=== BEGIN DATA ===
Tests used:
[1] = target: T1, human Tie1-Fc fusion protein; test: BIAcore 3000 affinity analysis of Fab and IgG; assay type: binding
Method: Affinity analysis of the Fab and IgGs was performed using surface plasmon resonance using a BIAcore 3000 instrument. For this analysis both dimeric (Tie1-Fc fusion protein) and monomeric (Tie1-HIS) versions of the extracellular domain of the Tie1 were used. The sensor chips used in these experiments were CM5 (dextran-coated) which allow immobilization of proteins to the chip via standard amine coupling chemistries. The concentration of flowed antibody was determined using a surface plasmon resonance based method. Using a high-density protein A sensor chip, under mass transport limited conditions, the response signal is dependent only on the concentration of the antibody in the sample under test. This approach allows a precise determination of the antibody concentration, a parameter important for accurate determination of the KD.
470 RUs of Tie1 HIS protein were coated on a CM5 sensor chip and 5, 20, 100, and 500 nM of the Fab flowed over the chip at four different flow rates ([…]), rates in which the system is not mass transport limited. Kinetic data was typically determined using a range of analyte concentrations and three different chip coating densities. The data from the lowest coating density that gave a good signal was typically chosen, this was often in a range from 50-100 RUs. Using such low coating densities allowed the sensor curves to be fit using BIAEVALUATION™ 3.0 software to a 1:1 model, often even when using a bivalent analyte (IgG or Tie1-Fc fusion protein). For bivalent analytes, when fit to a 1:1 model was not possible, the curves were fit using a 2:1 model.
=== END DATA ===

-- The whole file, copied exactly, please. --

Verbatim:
Tests used:
[1] = target: T1, human Tie1-Fc fusion protein; test: BIAcore 3000 affinity analysis of Fab and IgG; assay type: binding
Method: Affinity analysis of the Fab and IgGs was performed using surface plasmon resonance using a BIAcore 3000 instrument. For this analysis both dimeric (Tie1-Fc fusion protein) and monomeric (Tie1-HIS) versions of the extracellular domain of the Tie1 were used. The sensor chips used in these experiments were CM5 (dextran-coated) which allow immobilization of proteins to the chip via standard amine coupling chemistries. The concentration of flowed antibody was determined using a surface plasmon resonance based method. Using a high-density protein A sensor chip, under mass transport limited conditions, the response signal is dependent only on the concentration of the antibody in the sample under test. This approach allows a precise determination of the antibody concentration, a parameter important for accurate determination of the KD.
470 RUs of Tie1 HIS protein were coated on a CM5 sensor chip and 5, 20, 100, and 500 nM of the Fab flowed over the chip at four different flow rates ([…]), rates in which the system is not mass transport limited. Kinetic data was typically determined using a range of analyte concentrations and three different chip coating densities. The data from the lowest coating density that gave a good signal was typically chosen, this was often in a range from 50-100 RUs. Using such low coating densities allowed the sensor curves to be fit using BIAEVALUATION™ 3.0 software to a 1:1 model, often even when using a bivalent analyte (IgG or Tie1-Fc fusion protein). For bivalent analytes, when fit to a 1:1 model was not possible, the curves were fit using a 2:1 model.